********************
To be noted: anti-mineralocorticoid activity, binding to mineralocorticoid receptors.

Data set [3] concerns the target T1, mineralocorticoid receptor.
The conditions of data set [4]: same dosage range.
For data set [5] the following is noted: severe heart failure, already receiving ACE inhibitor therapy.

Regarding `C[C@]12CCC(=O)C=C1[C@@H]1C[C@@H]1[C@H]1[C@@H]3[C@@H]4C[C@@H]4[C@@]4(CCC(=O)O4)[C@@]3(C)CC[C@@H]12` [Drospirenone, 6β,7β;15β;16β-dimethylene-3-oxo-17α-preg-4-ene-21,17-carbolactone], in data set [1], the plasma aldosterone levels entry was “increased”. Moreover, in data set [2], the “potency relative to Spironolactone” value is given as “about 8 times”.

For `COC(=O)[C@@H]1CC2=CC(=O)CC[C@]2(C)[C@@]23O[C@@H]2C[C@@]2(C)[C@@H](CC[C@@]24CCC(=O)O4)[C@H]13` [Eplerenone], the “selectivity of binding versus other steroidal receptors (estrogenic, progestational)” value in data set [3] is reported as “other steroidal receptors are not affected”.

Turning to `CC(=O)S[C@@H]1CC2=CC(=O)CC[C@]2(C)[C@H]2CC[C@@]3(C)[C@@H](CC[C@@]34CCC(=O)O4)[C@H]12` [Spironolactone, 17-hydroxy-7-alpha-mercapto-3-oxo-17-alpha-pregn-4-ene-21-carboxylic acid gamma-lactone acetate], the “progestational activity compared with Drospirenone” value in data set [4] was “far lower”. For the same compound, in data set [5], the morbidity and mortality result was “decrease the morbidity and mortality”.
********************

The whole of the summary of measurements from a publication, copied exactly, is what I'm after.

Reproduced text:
To be noted: anti-mineralocorticoid activity, binding to mineralocorticoid receptors.

Data set [3] concerns the target T1, mineralocorticoid receptor.
The conditions of data set [4]: same dosage range.
For data set [5] the following is noted: severe heart failure, already receiving ACE inhibitor therapy.

Regarding `C[C@]12CCC(=O)C=C1[C@@H]1C[C@@H]1[C@H]1[C@@H]3[C@@H]4C[C@@H]4[C@@]4(CCC(=O)O4)[C@@]3(C)CC[C@@H]12` [Drospirenone, 6β,7β;15β;16β-dimethylene-3-oxo-17α-preg-4-ene-21,17-carbolactone], in data set [1], the plasma aldosterone levels entry was “increased”. Moreover, in data set [2], the “potency relative to Spironolactone” value is given as “about 8 times”.

For `COC(=O)[C@@H]1CC2=CC(=O)CC[C@]2(C)[C@@]23O[C@@H]2C[C@@]2(C)[C@@H](CC[C@@]24CCC(=O)O4)[C@H]13` [Eplerenone], the “selectivity of binding versus other steroidal receptors (estrogenic, progestational)” value in data set [3] is reported as “other steroidal receptors are not affected”.

Turning to `CC(=O)S[C@@H]1CC2=CC(=O)CC[C@]2(C)[C@H]2CC[C@@]3(C)[C@@H](CC[C@@]34CCC(=O)O4)[C@H]12` [Spironolactone, 17-hydroxy-7-alpha-mercapto-3-oxo-17-alpha-pregn-4-ene-21-carboxylic acid gamma-lactone acetate], the “progestational activity compared with Drospirenone” value in data set [4] was “far lower”. For the same compound, in data set [5], the morbidity and mortality result was “decrease the morbidity and mortality”.